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Protecting children during lockdown

14 July 2020, Action for Change

The risks to children at home and online when the world changed forever 

As the world started to shut down in March due to coronavirus restrictions, child protection advocates grew concerned. With children at home more and spending more time online, would they be in harm’s way? 

Save the Children Australia’s Head of Child Protection Karen Flanagan says right now there’s no evidence to suggest child abuse has increased. But she warns the risks to children have increased with enforced lockdown.

With increased time at home, there are going to be positives and negatives. The positives are that more parents are spending more quality time with their children. But if there are existing stressors in families or if the lockdown has put families under pressure this could increase the risks of harm to children. If there’s a history of family violence that could increase.

Karen Flanagan, Save the Children Australia’s Head of Child Protection

A whole host of risks can emerge from children spending more time at home, including sibling violence or sexual abuse, online exploitation, child abuse or family violence all caused by the health and economic emergency the world is now experiencing. 


Online predators

As children moved to online learning, for example, there was more potential for children to be exposed to sex offenders online, says Karen. “I’ve seen evidence that there is more online activity by sex offenders looking for children who are spending more time online because of COVID-19. Sex offenders are always online, that’s their playground. But COVID-19 might have given them access to new groups of children who previously didn’t spend as much time online. Parental supervision and awareness of children’s online behaviour is key to reducing that risk.”

She notes that during lockdown, traditional avenues of reporting may not have been available to children who wanted to tell an adult about abuse or harm. “We were really worried because a lot of the work paused there for systems and informal community-based organisations that normally reach out and help vulnerable families. It’s fair to say that a support network that exists in normal times was not there for many children. Community-based services had to adapt by providing online counselling, apps, and different ways of helping people. 

Children don’t normally tell anyone about sexual abuse. It’s found because teachers, neighbours, family or friends might notice a change in behaviour. With schools closed, and social distancing in place, many children who were showing behaviour change that would have been flagged, may have gone unnoticed.

Karen Flanagan, Save the Children Australia’s Head of Child Protection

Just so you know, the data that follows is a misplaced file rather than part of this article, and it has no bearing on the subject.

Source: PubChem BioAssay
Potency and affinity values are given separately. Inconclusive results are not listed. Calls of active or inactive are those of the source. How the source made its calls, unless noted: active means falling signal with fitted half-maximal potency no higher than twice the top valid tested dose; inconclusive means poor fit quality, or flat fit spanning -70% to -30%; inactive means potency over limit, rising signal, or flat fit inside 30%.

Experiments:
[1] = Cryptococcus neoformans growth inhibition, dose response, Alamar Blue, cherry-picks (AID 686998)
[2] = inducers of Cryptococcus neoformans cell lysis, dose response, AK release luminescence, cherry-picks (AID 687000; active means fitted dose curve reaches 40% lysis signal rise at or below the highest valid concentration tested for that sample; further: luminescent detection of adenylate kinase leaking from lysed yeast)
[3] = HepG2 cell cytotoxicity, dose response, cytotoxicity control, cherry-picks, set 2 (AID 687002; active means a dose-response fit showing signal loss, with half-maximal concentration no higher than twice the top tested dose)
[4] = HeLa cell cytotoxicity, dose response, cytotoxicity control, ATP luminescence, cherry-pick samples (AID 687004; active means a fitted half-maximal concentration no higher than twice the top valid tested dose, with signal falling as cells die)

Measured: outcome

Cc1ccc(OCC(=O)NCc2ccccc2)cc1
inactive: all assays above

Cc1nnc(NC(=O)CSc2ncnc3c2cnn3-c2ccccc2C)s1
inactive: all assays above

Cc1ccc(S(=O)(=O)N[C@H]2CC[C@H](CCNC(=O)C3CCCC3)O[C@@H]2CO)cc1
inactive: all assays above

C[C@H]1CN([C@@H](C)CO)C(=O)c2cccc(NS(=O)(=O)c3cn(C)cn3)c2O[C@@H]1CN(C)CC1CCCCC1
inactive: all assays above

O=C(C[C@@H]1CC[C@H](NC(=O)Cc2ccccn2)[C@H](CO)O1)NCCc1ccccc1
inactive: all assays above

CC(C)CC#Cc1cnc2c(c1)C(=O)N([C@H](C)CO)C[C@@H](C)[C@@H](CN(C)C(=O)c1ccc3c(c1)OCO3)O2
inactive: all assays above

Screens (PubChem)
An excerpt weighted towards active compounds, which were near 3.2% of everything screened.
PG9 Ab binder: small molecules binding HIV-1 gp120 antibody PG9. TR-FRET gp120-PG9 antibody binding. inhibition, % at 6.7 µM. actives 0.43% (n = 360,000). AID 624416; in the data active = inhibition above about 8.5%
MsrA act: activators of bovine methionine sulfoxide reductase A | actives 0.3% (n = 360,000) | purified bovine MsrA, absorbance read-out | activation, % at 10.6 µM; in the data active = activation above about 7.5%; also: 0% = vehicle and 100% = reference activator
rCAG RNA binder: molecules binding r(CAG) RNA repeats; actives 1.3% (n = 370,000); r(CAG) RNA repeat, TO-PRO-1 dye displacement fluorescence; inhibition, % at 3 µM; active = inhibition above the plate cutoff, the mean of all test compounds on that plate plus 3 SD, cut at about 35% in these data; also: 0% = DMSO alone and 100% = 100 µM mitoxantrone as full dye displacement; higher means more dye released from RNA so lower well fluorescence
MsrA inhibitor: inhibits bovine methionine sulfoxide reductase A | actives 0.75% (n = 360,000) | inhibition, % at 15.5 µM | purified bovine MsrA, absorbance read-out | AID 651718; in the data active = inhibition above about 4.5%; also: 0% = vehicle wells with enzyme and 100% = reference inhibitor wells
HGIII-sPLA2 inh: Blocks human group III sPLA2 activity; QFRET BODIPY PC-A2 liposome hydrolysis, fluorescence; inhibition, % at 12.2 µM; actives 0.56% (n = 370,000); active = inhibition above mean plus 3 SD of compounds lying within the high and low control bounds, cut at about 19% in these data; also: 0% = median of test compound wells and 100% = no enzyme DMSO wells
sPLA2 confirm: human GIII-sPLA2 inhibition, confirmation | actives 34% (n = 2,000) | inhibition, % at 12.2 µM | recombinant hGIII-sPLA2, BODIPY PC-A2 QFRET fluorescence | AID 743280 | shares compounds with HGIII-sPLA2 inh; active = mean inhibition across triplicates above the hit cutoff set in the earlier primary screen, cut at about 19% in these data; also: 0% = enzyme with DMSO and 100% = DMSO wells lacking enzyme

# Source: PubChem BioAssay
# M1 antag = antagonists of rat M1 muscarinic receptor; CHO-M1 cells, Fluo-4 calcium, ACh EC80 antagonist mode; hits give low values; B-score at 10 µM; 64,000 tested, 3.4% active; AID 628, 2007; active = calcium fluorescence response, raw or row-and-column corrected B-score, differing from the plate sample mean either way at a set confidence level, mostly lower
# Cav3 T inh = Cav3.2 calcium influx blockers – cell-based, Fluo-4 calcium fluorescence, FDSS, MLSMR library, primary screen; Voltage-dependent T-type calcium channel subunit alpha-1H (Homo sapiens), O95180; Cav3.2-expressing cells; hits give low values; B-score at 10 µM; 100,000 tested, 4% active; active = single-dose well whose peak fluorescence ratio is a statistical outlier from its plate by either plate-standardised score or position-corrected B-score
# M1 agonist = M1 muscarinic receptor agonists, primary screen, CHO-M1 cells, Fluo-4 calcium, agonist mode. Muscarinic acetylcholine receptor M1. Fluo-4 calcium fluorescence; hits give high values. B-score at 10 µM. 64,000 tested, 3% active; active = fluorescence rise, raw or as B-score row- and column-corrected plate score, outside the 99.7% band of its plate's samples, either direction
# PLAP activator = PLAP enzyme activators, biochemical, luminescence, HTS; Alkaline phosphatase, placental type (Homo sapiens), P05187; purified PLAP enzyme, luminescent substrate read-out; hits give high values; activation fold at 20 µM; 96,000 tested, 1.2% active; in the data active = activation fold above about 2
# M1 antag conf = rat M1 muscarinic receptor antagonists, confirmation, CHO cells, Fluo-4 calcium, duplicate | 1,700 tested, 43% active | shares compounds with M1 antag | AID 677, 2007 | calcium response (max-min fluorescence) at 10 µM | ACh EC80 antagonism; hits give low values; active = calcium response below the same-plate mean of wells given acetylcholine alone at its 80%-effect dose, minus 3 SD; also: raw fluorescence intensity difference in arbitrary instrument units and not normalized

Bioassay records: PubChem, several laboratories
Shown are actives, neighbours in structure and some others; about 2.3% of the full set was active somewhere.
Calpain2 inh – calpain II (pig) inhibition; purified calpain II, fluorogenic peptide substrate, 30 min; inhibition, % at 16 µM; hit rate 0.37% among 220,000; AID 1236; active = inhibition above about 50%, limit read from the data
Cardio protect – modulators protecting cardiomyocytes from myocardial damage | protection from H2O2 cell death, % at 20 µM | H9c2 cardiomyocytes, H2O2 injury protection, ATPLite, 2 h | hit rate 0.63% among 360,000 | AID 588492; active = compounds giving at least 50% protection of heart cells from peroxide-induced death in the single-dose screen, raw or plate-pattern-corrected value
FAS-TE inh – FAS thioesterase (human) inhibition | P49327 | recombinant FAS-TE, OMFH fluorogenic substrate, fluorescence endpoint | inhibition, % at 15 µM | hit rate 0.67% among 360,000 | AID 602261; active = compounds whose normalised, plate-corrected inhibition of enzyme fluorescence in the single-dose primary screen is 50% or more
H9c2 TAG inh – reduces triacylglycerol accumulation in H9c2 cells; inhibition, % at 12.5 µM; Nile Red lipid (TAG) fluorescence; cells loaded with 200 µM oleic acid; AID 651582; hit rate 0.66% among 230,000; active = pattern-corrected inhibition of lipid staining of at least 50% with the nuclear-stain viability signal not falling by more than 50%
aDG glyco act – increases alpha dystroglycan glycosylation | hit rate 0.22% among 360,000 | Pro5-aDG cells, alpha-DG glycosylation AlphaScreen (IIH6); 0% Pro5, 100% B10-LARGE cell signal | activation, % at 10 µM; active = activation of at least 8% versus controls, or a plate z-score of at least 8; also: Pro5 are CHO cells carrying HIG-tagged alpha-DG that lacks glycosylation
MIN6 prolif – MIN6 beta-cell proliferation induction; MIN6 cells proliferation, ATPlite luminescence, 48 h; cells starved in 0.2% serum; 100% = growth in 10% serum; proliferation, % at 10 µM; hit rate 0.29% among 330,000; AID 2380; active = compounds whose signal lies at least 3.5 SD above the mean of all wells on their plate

Children at risk overseas

It will be months before a clear picture emerges from Australia about whether child abuse increased during the lockdown, advises Karen. But evidence overseas suggests children, especially girls, are at real risk of dropping out of school and into forced marriages. “Girls are most likely to lose out because we have to work hard to keep girls at school. We’re worried that there will be a drop in the girls that return to school after restrictions ease, because families have become more dependent on them doing domestic work. There may well be an increase in early and forced child marriage – as families lose their livelihoods, they start to think about how to reduce the economic burden in their household.” 

But staying engaged with girls and their families will help protect them from the risks they face.

We have pivoted most of our projects to deal with the impact of COVID-19. We’ve written advice guides, we’ve had webinars, we’ve trained our staff in the ethics of using social media to reach families. Our staff have been incredible in mobilising to support children and families in any way they can.

Karen Flanagan, Save the Children Australia’s Head of Child Protection

It’s that engagement that will be critical in the weeks and months ahead to help protect children as the world resumes to a new normal. “With the lockdown, some communities became stronger,” notes Karen. “People were volunteering to go grocery shopping and neighbours were looking out for each other. It would be nice if we remembered that sense of community and retained it. When communities are looking out for each other and you can see kids in the street, child protection takes a front seat. Children know they’re being looked out for and they can talk to neighbours.” 

COVID-19 has forced families together, for better and for worse. Some families will be doing it much worse and there will have been opportunity for people to abuse children. But I’m hoping that there has been as many cases where people have had time out and had great fun with their children. Children will remember this time for the rest of their lives.

Karen Flanagan, Save the Children Australia’s Head of Child Protection

If you are concerned about a child’s safety it is important that you say something. To report online child sexual exploitation please contact the Australian Centre to Counter Child Exploitation and use the Report Abuse button. To otherwise report a crime, call Crimestoppers on 1800 333 000 or contact your local police.

If you are concerned about a child at risk of abuse or harm, contact the following department in your state or territory.  
ACT – Community Services
New South Wales – Department of Family and Community Services
Victoria – Department of Health and Human Services 
Northern Territory – Territory Families
Tasmania – Department of Communities
Queensland – Department of Child Safety, Youth and Women
South Australia – Department for Child Protection 
Western Australia – Department of Communities, Child Protection and Family Support

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